11-24-2010, 02:14 AM   #7
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with shorter macro lenses I think a protective filter is a good idea, due to the fact that working distances are much shorter, the closer you get to your subject the potential for damage or debris getting on the lens rises. It is true that you can put a piece of blu tak the size of a pinhead* on the front of your lens and even at f/16 it will be difficult to spot, but dust and crud getting on a lens surface can potentially cause scratches and cause flare. I think it sensible to put a High quality protective filter on macro lenses 100mm and shorter.

*the shorter the focal length the more obvious such a thing becomes.

Last edited by Digitalis; 11-24-2010 at 02:21 AM.
11-24-2010, 11:24 PM   #8
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I've tried 2 different UV filters on my D FA 100 WR.

No, not both at the same time.

I used one, then tried the other afterwards. One Hoya, and one off-brand (both brand new and spot free). Each one missed focus at least 1 out of 3 times. The camera would lock focus, yes, but it was easy to see that it wasn't properly focused on what I was shooting.

This was in daylight with the sun behind me and lens hood in place. I was trying to get still pictures of flowers, and also while taking a portrait of my girlfriend. When I removed the filter, I had no problems at all. Since that day, I use that lens naked. I think it may have to do with the distance between the filter and the lens. Obviously it wouldn't focus on the filter that close, but it did seem to throw it off a bit.

Anybody else have this issue with filters on this lens?

11-25-2010, 02:15 AM   #9
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QuoteOriginally posted by ohyouloveme Quote
thank you for sharing your experience, kxblaze. if the trade-off is a drop in IQ that runs circles in my head making me wonder whether there is a difference, i will most certainly put on a filter.

i have bought a $16 filters that totally ruined my kit lens's IQ, and hoya HDs that really set my mind at ease. i have not done testing with and without the hoya HDs but i must say thus far i feel safe that my lens is protected(from the need to clean, if anything), and IQ isn't degraded much.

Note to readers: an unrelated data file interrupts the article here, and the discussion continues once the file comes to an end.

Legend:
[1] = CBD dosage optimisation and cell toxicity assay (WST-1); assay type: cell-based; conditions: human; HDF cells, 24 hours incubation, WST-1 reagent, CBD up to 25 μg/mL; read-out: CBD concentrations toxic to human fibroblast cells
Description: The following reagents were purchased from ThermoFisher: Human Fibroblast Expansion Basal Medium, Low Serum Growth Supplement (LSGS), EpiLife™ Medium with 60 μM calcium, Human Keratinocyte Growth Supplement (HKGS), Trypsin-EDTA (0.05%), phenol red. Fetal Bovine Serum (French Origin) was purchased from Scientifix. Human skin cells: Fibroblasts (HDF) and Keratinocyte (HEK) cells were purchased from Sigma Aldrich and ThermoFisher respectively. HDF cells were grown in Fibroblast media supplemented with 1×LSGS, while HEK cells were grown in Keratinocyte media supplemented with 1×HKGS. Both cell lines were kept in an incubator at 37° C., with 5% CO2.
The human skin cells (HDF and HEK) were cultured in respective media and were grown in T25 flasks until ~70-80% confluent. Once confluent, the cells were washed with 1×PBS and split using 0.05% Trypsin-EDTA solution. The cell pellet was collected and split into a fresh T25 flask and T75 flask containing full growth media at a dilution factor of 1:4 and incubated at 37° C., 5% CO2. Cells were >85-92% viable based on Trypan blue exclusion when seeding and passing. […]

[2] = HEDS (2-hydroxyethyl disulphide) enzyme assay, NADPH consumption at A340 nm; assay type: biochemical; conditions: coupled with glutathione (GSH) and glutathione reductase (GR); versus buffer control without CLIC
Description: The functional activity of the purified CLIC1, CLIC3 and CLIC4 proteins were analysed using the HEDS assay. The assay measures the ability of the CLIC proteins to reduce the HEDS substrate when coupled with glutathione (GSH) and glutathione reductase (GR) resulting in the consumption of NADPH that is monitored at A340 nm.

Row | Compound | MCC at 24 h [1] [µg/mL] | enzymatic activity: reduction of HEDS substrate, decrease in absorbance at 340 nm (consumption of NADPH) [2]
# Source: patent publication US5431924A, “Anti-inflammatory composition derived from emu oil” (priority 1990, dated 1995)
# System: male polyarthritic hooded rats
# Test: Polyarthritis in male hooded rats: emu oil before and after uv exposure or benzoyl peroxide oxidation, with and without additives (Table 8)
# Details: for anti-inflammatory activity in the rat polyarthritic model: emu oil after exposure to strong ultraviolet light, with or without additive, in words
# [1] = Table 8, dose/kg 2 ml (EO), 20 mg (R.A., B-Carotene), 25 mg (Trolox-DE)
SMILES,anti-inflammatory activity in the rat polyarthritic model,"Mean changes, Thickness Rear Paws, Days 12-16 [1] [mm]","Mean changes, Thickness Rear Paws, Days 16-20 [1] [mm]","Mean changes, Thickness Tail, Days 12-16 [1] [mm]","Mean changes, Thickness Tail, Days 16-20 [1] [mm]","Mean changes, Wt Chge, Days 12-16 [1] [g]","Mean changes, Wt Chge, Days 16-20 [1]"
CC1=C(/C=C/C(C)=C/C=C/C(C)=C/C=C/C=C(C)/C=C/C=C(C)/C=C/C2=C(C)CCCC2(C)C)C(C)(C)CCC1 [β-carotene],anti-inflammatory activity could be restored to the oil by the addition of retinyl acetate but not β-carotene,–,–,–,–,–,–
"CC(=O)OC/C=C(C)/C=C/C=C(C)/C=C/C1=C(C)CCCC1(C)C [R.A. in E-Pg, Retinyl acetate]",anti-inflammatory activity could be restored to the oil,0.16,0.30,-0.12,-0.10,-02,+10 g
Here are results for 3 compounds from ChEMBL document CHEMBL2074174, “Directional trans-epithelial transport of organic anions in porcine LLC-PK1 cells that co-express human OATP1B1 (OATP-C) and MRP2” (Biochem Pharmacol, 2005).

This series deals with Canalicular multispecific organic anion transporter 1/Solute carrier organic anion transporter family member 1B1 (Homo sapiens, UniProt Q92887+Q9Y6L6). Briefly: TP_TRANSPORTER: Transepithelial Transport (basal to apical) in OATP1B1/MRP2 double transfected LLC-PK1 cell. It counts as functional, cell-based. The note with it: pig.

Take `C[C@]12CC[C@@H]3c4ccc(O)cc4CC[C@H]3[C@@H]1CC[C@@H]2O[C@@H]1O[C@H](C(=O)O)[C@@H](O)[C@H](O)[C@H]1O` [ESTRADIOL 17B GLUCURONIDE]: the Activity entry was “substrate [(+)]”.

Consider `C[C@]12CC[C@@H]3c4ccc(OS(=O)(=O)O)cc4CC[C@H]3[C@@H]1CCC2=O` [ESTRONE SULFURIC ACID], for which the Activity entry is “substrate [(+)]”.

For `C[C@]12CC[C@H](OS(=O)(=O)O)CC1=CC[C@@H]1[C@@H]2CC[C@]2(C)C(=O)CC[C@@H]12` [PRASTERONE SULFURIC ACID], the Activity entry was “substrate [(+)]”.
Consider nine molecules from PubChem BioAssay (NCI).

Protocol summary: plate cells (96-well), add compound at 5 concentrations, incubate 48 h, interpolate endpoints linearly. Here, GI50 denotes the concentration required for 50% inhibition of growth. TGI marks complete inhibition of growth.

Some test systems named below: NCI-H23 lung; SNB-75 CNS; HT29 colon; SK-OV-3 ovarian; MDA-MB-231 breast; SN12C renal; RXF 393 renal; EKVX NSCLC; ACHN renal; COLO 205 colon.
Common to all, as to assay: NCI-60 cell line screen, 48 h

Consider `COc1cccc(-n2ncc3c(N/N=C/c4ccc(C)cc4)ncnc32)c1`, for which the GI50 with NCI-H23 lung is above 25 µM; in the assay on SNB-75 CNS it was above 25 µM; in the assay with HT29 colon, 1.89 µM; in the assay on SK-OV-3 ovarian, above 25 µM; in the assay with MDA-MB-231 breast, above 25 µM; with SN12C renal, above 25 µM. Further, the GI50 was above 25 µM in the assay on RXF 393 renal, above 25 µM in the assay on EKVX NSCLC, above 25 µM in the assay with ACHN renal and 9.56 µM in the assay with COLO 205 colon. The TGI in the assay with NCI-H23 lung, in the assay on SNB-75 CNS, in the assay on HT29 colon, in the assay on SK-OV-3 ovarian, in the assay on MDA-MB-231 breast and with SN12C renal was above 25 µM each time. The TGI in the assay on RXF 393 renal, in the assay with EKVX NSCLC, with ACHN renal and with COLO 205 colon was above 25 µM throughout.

i'd love to hear more experiences from you guys, with this lens in particular. the feeling that the glass being so far away from the filter intrigues me because my intuition tells me that there might be a factor of difference.
Sorry for the OT, but are there Hoya HDs in the 49mm thread for the limiteds?
11-25-2010, 07:02 AM   #10
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QuoteOriginally posted by r0ckstarr Quote
I've tried 2 different UV filters on my D FA 100 WR.

No, not both at the same time.

I used one, then tried the other afterwards. One Hoya, and one off-brand (both brand new and spot free). Each one missed focus at least 1 out of 3 times. The camera would lock focus, yes, but it was easy to see that it wasn't properly focused on what I was shooting.

This was in daylight with the sun behind me and lens hood in place. I was trying to get still pictures of flowers, and also while taking a portrait of my girlfriend. When I removed the filter, I had no problems at all. Since that day, I use that lens naked. I think it may have to do with the distance between the filter and the lens. Obviously it wouldn't focus on the filter that close, but it did seem to throw it off a bit.

Anybody else have this issue with filters on this lens?
thanks for sharing your experience. i am curious as well whether this lens will take in filters well.

QuoteOriginally posted by gtl Quote
Sorry for the OT, but are there Hoya HDs in the 49mm thread for the limiteds?
no, Hoya HDs do not come in 49mm threads.
11-25-2010, 03:20 PM   #11
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QuoteOriginally posted by ohyouloveme Quote
thanks for sharing your experience. i am curious as well whether this lens will take in filters well.
I have used UV filters for the last 4months on mine, I have used 2 different no-name brands on it. I prefer to use them for a host of reasons.

I notice no real image degradation at all, and am more than happy with the cheap filters and the decent images the lens has allowed me to produce. Every image in my flickr stream taken with the 100mmWR has used a cheap UV filter. (I think of them as see-thru lens caps)